Metabolic syndrome is independently associated with increased 20-year mortality in patients with stable coronary artery disease.Cardiovasc Diabetol. 2016 Oct 28; 15(1):149.CD
Data regarding long-term association of metabolic syndrome (MetS) with adverse outcomes are conflicting. We aim to determine the independent association of MetS (based on its different definitions) with 20 year all-cause mortality among patients with stable coronary artery disease (CAD).
Our study comprised 15,524 patients who were enrolled in the Bezafibrate Infarction Prevention registry between February 1, 1990, and October 31, 1992, and subsequently followed-up for the long-term mortality through December 31, 2014. MetS was defined according to two definitions: The International Diabetes Federation (IDF); and the National Cholesterol Education Program-Third Adult Treatment Panel (NCEP).
According to the IDF criteria 2122 (14%) patients had MetS, whereas according to the NCEP definition 7446 (48%) patients had MetS. Kaplan-Meier survival analysis showed that all-cause mortality was significantly higher among patients with MetS defined by both the IDF (67 vs. 61%; log rank-p < 0.001) as well as NCEP (67 vs. 54%; log rank-p < 0.001) criteria. Multivariate adjusted mortality risk was 17% greater [Hazard Ratio (HR) 1.17; 95% Confidence Interval (CI) 1.07-1.28] in patients with MetS according to IDF and 21% (HR 1.21; 95% CI 1.13-1.29) using the NCEP definition. Subgroup analysis demonstrated that long-term increased mortality risk associated with MetS was consistent among most clinical subgroups excepted patients with renal failure (p value for interaction < 0.05).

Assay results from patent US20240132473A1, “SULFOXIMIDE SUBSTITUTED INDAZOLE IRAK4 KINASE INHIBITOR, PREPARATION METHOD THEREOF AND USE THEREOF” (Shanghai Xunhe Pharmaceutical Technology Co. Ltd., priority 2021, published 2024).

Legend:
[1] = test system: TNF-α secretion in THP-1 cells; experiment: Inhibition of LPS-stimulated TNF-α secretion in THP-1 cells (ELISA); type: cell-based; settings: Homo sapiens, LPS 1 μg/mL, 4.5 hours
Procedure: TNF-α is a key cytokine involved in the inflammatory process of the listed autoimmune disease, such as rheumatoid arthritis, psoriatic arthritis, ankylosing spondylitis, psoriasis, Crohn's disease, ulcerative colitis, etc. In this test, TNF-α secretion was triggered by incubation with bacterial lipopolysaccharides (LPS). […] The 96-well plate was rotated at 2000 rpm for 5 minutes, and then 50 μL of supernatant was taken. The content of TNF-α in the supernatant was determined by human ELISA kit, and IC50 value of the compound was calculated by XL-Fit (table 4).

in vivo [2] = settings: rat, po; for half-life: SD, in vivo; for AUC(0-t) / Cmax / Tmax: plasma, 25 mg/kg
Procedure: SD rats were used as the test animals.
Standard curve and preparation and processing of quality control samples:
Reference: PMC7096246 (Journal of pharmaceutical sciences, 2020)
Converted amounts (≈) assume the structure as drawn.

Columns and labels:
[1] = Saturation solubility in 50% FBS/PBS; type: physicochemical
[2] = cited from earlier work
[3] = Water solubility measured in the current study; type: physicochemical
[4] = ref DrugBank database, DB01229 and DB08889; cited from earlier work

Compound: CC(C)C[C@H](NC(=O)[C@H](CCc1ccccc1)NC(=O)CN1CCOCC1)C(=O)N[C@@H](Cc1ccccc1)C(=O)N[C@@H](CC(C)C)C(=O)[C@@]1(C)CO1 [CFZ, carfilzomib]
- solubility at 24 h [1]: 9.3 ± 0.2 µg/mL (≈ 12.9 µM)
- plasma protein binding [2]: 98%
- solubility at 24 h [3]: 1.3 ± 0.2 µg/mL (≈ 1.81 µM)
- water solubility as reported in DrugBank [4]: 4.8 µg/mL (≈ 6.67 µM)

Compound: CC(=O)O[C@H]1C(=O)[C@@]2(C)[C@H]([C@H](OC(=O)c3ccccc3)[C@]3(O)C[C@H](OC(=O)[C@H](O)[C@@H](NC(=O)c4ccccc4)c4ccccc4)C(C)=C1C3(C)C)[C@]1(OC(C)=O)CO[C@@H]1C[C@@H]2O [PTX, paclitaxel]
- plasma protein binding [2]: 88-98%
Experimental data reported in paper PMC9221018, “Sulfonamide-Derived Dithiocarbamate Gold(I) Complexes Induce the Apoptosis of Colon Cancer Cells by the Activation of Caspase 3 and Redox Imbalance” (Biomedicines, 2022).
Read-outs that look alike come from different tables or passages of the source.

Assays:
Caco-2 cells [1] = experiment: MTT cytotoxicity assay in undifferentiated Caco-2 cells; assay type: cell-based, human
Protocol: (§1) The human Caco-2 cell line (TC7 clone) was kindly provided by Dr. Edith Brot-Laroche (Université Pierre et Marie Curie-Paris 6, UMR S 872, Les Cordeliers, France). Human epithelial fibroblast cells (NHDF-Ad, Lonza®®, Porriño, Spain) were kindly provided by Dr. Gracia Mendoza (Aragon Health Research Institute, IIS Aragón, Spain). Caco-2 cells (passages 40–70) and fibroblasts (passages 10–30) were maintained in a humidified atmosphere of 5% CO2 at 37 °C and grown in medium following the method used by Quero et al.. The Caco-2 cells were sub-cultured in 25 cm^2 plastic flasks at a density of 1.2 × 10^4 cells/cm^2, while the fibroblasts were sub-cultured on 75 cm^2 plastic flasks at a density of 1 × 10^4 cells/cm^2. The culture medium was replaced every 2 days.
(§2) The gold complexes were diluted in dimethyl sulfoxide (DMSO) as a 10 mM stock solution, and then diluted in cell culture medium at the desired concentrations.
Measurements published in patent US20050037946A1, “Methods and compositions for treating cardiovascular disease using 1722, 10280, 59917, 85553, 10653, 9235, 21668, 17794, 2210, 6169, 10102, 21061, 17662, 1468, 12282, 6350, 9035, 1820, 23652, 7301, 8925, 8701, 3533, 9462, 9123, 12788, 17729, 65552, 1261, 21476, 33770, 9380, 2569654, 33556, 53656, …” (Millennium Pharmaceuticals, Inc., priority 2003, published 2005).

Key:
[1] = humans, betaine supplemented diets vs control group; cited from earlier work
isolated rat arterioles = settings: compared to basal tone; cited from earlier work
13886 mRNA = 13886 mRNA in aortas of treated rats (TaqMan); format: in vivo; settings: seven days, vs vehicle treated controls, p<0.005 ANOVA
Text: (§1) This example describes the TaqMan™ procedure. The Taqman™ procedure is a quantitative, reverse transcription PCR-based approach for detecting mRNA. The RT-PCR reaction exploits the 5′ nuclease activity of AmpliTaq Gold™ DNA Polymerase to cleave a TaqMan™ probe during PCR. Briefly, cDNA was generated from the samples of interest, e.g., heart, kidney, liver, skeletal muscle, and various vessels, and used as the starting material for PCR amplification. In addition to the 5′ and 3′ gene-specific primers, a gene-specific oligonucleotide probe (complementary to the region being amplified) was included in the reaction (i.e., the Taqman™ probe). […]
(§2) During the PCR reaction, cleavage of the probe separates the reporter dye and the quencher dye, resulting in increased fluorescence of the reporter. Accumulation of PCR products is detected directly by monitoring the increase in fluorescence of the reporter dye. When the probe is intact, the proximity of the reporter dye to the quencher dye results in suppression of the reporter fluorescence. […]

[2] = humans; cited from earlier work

Metabolic syndrome is independently associated with an increased 20-year all-cause mortality risk among patients with stable CAD. This association was consistent when either the IDF or NCEP definitions were used. Trial registration retrospective registered.